TAMPA — Doug Martin has more than 28,000 followers on Twitter. The record-breaking Bucs running back often posts about random thoughts or events for his rapidly expanding fan base on the social networking website.
Considering he's the NFL's fourth-leading rusher, maybe it's no surprise that what he hears in response usually centers on a single subject: fantasy football.
"That's all I hear about," Martin said Thursday. "Even if I post something totally unrelated, they'll say, 'Hey, man, I really need some fantasy points this week!' It's crazy."
Given Martin's subpar (for him, anyway) performance Sunday against the Falcons, when the rookie rushed for a season-low 2.4 yards per carry and his fewest rushing yards in six weeks, the online pleas for fantasy production will only intensify.
But there's no desperation in Martin, only perspective. Instead of dwelling on why he couldn't match his output of weeks past, Martin instead took pride in turning would-be negative runs into positive yardage against Atlanta to finish with 50 yards. And rather than worry if the never-ending string of injuries might finally be catching up to an offensive line that underperformed in the game, Martin vows that it will be ready to rebound Sunday in Denver.
Most of all, Martin said he plans to continue doing what he has all season: take the running lanes he's given, big or small, and maximize them.
"If I try to do more than I can, that's when something bad can happen," said Martin, who set a franchise record Nov. 4 with 251 rushing yards against the Raiders.
"I just try to go out and keep in mind that I have to just do my job and let things play out. I'll just let it come to me."
When you've had the kind of instant success Martin has, why change anything after a single bad day? Using his current approach, Martin managed to set marks, such as the most yards from scrimmage (486) in a two-game span since Hall of Famer Walter Payton in 1977.
Besides, the Bucs will tell you that, in some ways, Martin didn't have a bad game against Atlanta. Considering how many times he was contacted by unblocked defenders in the backfield, Martin could have had far more than his five negative-yardage runs if not for his elusiveness.
"That is a key thing to what a great back does," coach Greg Schiano said. "No one talks about that. But those are the hidden things that help teams win. Something happens up front and a (defender) flashes into the backfield, and a back like Doug can stick his foot in the ground, redirect and make it second and 10 instead of second and 14. It changes the whole play-calling sequence. If you get it back to second and 9, the fans say, 'Crap, it's second and 9.'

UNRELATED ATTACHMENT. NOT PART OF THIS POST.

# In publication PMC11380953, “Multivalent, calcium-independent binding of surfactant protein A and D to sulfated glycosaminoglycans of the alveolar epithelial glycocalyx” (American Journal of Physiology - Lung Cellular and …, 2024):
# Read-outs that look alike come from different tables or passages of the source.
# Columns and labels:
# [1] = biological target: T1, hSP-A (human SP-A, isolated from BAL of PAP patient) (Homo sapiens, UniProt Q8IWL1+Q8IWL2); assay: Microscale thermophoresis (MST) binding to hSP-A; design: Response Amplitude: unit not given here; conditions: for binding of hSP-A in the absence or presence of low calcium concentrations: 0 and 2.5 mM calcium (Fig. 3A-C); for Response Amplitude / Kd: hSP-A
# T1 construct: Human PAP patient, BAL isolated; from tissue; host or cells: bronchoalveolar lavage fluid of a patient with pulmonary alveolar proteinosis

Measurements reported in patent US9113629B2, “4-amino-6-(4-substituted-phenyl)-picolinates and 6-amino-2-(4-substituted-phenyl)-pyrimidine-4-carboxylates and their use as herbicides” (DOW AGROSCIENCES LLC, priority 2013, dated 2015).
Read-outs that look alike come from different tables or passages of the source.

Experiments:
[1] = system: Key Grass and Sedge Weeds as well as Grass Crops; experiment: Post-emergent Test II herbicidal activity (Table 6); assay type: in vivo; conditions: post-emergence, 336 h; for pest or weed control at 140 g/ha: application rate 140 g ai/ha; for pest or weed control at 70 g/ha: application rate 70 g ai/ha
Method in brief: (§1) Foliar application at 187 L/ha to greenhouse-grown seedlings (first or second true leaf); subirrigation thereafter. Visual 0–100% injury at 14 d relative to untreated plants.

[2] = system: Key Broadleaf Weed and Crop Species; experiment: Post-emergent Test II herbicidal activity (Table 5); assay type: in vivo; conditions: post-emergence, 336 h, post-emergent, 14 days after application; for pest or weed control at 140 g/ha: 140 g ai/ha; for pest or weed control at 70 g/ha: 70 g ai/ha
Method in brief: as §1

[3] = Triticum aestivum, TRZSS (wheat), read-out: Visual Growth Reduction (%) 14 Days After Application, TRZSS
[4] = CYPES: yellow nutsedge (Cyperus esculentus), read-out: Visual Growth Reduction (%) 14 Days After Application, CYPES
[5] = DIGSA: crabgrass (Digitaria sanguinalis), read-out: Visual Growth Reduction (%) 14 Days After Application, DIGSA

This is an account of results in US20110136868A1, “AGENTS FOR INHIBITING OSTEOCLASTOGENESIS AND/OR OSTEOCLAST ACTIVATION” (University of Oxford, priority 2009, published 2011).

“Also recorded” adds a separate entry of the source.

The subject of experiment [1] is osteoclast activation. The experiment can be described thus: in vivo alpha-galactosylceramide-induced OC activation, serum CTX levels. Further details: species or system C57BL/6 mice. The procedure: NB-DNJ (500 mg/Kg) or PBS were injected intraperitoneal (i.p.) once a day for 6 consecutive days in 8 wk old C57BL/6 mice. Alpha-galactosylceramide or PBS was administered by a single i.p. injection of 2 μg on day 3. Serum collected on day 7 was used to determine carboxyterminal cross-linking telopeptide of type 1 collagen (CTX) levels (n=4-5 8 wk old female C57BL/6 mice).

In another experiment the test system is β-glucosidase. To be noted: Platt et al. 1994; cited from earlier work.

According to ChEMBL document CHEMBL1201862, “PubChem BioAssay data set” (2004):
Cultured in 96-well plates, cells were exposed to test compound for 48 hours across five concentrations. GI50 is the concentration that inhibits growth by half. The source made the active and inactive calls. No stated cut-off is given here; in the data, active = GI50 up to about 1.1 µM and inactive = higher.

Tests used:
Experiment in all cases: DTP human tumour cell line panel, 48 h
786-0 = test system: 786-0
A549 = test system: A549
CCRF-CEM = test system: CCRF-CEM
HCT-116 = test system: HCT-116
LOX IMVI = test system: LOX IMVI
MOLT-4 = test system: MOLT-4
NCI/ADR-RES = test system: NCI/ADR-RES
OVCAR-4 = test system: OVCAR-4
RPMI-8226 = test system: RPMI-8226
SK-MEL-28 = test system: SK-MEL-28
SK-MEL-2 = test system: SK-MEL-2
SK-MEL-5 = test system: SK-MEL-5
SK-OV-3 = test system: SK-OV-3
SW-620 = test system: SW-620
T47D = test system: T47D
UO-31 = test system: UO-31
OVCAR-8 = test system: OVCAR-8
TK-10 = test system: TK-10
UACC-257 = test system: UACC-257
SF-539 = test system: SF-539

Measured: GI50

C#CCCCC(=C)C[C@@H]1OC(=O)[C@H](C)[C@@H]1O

"The reality is it could have been a lot worse."
Martin's knack for making the first defender miss was on display against the Falcons.
"It's the way I run," he said. "I try to run physically. I try to escape from as much as I can. I might spin out of it, I might plow through somebody, I might shake somebody, stiff-arm, whatever. I have a few tools. The idea is not to go down."
Ideally, Martin wouldn't be dodging tacklers in the backfield to begin with. That has the Bucs on a mission this week to determine the source of the penetration. Quarterback Josh Freeman said the video highlighted Atlanta's savvy use of extra defenders at the line of scrimmage, varying the location of that extra pressure to keep the Bucs guessing.
Left tackle Donald Penn said the offense had "a great film session" this week that pinpointed many of the problems.
The Bucs aren't surprised opponents are adjusting. Martin for the past six weeks has been the NFL's equivalent of a hot-handed basketball player sure to draw a double team.
If the Bucs can resolve the schematic issues, it leaves only the matter of the offensive line being able to win matchups up front, something that didn't always happen Sunday.
"We left so much meat on the table," right tackle Demar Dotson said. "You can't leave stuff on the table. We have to come out and redeem ourselves."
If that happens, perhaps those fantasy owners tweeting encouragement will instead be passing along thank-yous to Martin.
"Hey, all you have to do is give the guy a little bit of a crease," Dotson said, "and he's good to go. He's got a chance to do some big things."
Stephen F. Holder can be reached at email@example.com or (813) 226-3377. Follow him on Twitter at @HolderStephen.